Fall 2017 Public Programs

Judd Foundation is pleased to announce Fall 2017 public programs in New York and Texas that explore aspects of Judd’s relationship with his contemporaries in New York from the 1960s through the 1980s. The talk series coincides with Yayoi Kusama, an exhibition of four paintings by the artist on the ground floor of 101 Spring Street on view through December.

All events are free and open to the public. Please note ticketing for each event.

Matthew Levy and David Novros
Monday, October 16
Open viewing of floor two beginning at 6:00pm
101 Spring Street, New York, NY

Matthew L. Levy, Assistant Professor of Art History at Penn State Erie, The Behrend College, and artist David Novros will discuss Novros’ first mural using traditional fresco technique, No Title, 1970, located at 101 Spring Street. In 1970, Novros was commissioned by Donald Judd to create a permanent, site-specific work on the second floor of his New York home and studio. The work marked a turning point in Novros’ career, as he continued to make frescos through the 1980s. Levy and Novros will also discuss the Novros’ recent work as well as his experience living and working in downtown New York since the 1960s.

Jack Flam and Judith Stein
Monday, October 23
101 Spring Street, New York, NY

Jack Flam, President and CEO of the Dedalus Foundation, and Judith Stein, author of the cultural biography, Eye of the Sixties, Richard Bellamy and the Transformation of Modern Art, will discuss Donald Judd and Yayoi Kusama within the context of the artists shown at Green Gallery between 1960 and 1965. Founded and operated by Richard Bellamy at 15 West 57th Street, the gallery was important for Judd, Kusama, and many of their contemporaries. While Bellamy exhibited work by both artists, Judd’s first introduction to the space was as an art critic, in which he reviewed shows in the space beginning in 1960.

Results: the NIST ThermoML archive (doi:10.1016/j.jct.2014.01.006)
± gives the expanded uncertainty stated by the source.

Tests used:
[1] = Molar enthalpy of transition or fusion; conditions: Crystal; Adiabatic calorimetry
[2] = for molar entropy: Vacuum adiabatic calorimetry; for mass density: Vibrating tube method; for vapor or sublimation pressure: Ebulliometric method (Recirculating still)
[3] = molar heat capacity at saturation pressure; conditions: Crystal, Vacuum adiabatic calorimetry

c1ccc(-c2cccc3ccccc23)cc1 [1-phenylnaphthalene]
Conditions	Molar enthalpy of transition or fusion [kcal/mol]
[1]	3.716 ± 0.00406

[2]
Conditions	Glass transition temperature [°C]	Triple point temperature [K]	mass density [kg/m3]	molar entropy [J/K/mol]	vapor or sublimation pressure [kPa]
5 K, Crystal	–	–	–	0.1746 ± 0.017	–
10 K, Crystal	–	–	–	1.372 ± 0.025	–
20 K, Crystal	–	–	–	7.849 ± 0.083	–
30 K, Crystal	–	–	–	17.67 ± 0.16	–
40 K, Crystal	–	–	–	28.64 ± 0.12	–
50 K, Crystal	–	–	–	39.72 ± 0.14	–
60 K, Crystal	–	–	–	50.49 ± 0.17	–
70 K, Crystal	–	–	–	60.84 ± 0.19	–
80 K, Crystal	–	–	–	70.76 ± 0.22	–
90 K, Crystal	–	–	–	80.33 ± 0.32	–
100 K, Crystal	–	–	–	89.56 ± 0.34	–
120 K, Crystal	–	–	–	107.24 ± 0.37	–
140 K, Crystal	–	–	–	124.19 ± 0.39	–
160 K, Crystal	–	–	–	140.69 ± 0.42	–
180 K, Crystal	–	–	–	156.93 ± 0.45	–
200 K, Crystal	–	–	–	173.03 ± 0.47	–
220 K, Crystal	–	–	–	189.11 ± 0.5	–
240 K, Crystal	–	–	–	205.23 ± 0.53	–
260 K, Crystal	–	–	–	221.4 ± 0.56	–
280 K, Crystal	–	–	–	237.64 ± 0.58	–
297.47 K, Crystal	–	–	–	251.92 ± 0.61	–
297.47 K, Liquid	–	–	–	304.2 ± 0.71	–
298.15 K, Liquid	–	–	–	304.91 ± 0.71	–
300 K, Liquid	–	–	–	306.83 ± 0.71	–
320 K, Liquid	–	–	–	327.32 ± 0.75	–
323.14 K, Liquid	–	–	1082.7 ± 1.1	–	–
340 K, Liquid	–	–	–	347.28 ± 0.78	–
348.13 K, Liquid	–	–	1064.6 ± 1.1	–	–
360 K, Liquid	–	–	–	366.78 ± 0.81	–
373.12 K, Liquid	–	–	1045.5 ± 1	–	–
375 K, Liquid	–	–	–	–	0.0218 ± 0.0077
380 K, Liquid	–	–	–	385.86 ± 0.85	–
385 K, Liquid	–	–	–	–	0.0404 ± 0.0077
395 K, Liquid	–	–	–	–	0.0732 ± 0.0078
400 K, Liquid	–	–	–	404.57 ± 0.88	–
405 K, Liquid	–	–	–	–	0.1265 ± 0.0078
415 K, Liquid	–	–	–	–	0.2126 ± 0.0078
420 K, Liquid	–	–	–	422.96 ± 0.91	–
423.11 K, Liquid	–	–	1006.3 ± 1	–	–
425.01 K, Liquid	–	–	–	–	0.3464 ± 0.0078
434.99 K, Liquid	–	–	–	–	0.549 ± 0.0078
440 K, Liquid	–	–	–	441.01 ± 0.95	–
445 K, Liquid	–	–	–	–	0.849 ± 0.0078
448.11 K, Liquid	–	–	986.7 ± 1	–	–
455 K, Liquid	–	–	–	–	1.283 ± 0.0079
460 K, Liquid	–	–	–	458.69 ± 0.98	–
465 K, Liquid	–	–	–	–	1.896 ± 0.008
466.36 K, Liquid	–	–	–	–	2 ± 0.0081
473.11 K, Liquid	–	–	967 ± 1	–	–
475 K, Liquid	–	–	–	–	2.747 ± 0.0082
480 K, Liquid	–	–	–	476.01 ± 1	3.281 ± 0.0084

Simeon Bankoff, Julie Finch, and Roberta Gratz, moderated by Robert Hammond
Artists Against the Expressway
Wednesday, October 25
101 Spring Street, New York, NY

The panel will discuss the impact of Artists Against the Expressway and community engagement in the fight against the Lower Manhattan Expressway in 1969. The history of New York preservation, activism, and the role of the artist and individuals within the constantly changing city will be addressed. Simeon Bankoff, the Executive Director of the Historic Districts Council, Julie Finch, former wife of Donald Judd and organizer of Artists Against the Expressway, and Roberta Gratz, urban theory critic and author, will be in conversation, moderated by Robert Hammond, Co-Founder and Executive Director of the Friends of the High Line and co-producer of the film Citizen Jane: Battle for the City.

Yayoi Kusama Film Screening
Friday, October 27
Crowley Theater, Marfa, TX 

Judd Foundation will screen three experimental films by Yayoi Kusama including: Self Obliteration (1967), Love in Festival (1968), and Flower Orgy (1968). The three films present footage of the artist’s ‘Happenings’ interspersed with still images of her paintings. By the late sixties, Kusamas practice shifted towards politically charged, psychedelic ‘Happenings.’ These performances, which involved the artist painting dots directly onto animals, people, and her environment, were motivated by the anti-War movement that became a hallmark of youth culture in the later 1960s.

Lynn Zelevansky
Monday, October 30
101 Spring Street, New York, NY

The lecture, led by curator Lynn Zelevansky, will discuss Yayoi Kusama’s years in New York and her relationship with Donald Judd, in addition to examining both artists’ early work in painting and subsequent shift to three-dimensions.

Susan Rosenberg
Monday, November 6
101 Spring Street, New York, NY

Susan Rosenberg, Consulting Historical Scholar at the Trisha Brown Dance Company, and author of Trisha Brown: Choreography as Visual Art (2017)will discuss the collaborations between Donald Judd and choreographer Trisha Brown on Son of Gone Fishin’ (1981) and Newark (Niweweorce) (1987). Judd contributed the visual presentation (sets and costumes) for Son of Gone Fishin’ and expanded his explorations of color, space, and architecture in Newark (Niweweorce), for which he also devised the sound score. Rosenberg will illuminate Brown and Judd’s working process and the impact these collaborations had on both artists subsequent work.